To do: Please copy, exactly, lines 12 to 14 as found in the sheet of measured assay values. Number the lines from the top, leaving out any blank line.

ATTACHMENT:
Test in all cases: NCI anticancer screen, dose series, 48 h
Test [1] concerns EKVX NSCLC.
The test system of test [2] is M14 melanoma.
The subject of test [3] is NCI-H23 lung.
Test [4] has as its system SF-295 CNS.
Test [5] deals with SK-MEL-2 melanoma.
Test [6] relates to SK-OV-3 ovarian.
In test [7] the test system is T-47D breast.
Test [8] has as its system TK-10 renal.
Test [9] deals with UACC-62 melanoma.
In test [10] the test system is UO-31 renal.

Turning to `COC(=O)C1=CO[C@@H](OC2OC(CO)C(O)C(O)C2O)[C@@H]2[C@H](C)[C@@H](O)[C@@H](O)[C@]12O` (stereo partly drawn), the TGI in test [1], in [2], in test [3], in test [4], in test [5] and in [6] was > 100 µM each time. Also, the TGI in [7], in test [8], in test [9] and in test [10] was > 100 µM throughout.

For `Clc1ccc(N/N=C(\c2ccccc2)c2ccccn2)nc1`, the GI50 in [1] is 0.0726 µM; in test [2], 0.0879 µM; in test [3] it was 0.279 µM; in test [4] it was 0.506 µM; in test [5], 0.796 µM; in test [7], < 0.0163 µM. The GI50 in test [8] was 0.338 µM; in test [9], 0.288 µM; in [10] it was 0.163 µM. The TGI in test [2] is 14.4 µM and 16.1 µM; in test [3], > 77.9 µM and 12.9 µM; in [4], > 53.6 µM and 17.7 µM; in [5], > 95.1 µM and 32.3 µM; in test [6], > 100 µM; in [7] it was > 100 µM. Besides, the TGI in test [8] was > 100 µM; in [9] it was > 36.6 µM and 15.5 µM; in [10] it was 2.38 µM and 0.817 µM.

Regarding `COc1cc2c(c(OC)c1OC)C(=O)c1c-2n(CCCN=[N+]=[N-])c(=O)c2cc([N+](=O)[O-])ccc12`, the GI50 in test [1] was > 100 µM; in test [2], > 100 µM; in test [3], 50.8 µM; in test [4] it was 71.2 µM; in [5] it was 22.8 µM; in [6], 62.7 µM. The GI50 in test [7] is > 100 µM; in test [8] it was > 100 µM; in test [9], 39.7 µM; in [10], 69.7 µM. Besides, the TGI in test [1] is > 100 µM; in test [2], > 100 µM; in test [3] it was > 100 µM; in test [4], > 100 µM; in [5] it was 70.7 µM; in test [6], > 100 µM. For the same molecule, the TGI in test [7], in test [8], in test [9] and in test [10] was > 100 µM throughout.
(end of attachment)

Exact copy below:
Turning to `COC(=O)C1=CO[C@@H](OC2OC(CO)C(O)C(O)C2O)[C@@H]2[C@H](C)[C@@H](O)[C@@H](O)[C@]12O` (stereo partly drawn), the TGI in test [1], in [2], in test [3], in test [4], in test [5] and in [6] was > 100 µM each time. Also, the TGI in [7], in test [8], in test [9] and in test [10] was > 100 µM throughout.

For `Clc1ccc(N/N=C(\c2ccccc2)c2ccccn2)nc1`, the GI50 in [1] is 0.0726 µM; in test [2], 0.0879 µM; in test [3] it was 0.279 µM; in test [4] it was 0.506 µM; in test [5], 0.796 µM; in test [7], < 0.0163 µM. The GI50 in test [8] was 0.338 µM; in test [9], 0.288 µM; in [10] it was 0.163 µM. The TGI in test [2] is 14.4 µM and 16.1 µM; in test [3], > 77.9 µM and 12.9 µM; in [4], > 53.6 µM and 17.7 µM; in [5], > 95.1 µM and 32.3 µM; in test [6], > 100 µM; in [7] it was > 100 µM. Besides, the TGI in test [8] was > 100 µM; in [9] it was > 36.6 µM and 15.5 µM; in [10] it was 2.38 µM and 0.817 µM.

Regarding `COc1cc2c(c(OC)c1OC)C(=O)c1c-2n(CCCN=[N+]=[N-])c(=O)c2cc([N+](=O)[O-])ccc12`, the GI50 in test [1] was > 100 µM; in test [2], > 100 µM; in test [3], 50.8 µM; in test [4] it was 71.2 µM; in [5] it was 22.8 µM; in [6], 62.7 µM. The GI50 in test [7] is > 100 µM; in test [8] it was > 100 µM; in test [9], 39.7 µM; in [10], 69.7 µM. Besides, the TGI in test [1] is > 100 µM; in test [2], > 100 µM; in test [3] it was > 100 µM; in test [4], > 100 µM; in [5] it was 70.7 µM; in test [6], > 100 µM. For the same molecule, the TGI in test [7], in test [8], in test [9] and in test [10] was > 100 µM throughout.